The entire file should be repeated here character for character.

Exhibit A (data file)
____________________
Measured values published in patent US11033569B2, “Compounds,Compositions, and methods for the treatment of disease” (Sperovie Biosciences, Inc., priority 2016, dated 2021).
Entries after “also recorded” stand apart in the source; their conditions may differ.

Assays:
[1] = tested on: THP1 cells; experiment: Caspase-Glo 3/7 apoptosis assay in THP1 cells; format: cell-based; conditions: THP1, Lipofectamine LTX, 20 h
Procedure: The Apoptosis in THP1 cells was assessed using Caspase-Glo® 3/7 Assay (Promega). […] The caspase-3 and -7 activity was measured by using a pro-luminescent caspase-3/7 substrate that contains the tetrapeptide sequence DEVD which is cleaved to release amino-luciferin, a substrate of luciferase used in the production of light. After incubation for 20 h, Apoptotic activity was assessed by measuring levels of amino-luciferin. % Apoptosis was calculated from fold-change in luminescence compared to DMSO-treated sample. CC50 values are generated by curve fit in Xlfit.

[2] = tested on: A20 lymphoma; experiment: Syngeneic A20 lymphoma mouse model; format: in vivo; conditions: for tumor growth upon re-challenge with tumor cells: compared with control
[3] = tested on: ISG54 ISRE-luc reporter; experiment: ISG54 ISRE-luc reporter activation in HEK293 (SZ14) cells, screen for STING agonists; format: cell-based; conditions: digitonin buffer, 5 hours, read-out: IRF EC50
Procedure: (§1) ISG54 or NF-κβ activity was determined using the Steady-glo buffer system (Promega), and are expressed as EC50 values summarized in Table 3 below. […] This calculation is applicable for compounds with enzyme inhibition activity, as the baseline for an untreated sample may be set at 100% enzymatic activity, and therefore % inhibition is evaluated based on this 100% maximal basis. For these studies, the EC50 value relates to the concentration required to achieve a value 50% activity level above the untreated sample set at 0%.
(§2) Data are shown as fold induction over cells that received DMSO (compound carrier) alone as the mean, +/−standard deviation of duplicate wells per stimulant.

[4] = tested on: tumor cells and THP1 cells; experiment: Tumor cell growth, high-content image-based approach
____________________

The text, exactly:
Measured values published in patent US11033569B2, “Compounds,Compositions, and methods for the treatment of disease” (Sperovie Biosciences, Inc., priority 2016, dated 2021).
Entries after “also recorded” stand apart in the source; their conditions may differ.

Assays:
[1] = tested on: THP1 cells; experiment: Caspase-Glo 3/7 apoptosis assay in THP1 cells; format: cell-based; conditions: THP1, Lipofectamine LTX, 20 h
Procedure: The Apoptosis in THP1 cells was assessed using Caspase-Glo® 3/7 Assay (Promega). […] The caspase-3 and -7 activity was measured by using a pro-luminescent caspase-3/7 substrate that contains the tetrapeptide sequence DEVD which is cleaved to release amino-luciferin, a substrate of luciferase used in the production of light. After incubation for 20 h, Apoptotic activity was assessed by measuring levels of amino-luciferin. % Apoptosis was calculated from fold-change in luminescence compared to DMSO-treated sample. CC50 values are generated by curve fit in Xlfit.

[2] = tested on: A20 lymphoma; experiment: Syngeneic A20 lymphoma mouse model; format: in vivo; conditions: for tumor growth upon re-challenge with tumor cells: compared with control
[3] = tested on: ISG54 ISRE-luc reporter; experiment: ISG54 ISRE-luc reporter activation in HEK293 (SZ14) cells, screen for STING agonists; format: cell-based; conditions: digitonin buffer, 5 hours, read-out: IRF EC50
Procedure: (§1) ISG54 or NF-κβ activity was determined using the Steady-glo buffer system (Promega), and are expressed as EC50 values summarized in Table 3 below. […] This calculation is applicable for compounds with enzyme inhibition activity, as the baseline for an untreated sample may be set at 100% enzymatic activity, and therefore % inhibition is evaluated based on this 100% maximal basis. For these studies, the EC50 value relates to the concentration required to achieve a value 50% activity level above the untreated sample set at 0%.
(§2) Data are shown as fold induction over cells that received DMSO (compound carrier) alone as the mean, +/−standard deviation of duplicate wells per stimulant.

[4] = tested on: tumor cells and THP1 cells; experiment: Tumor cell growth, high-content image-based approach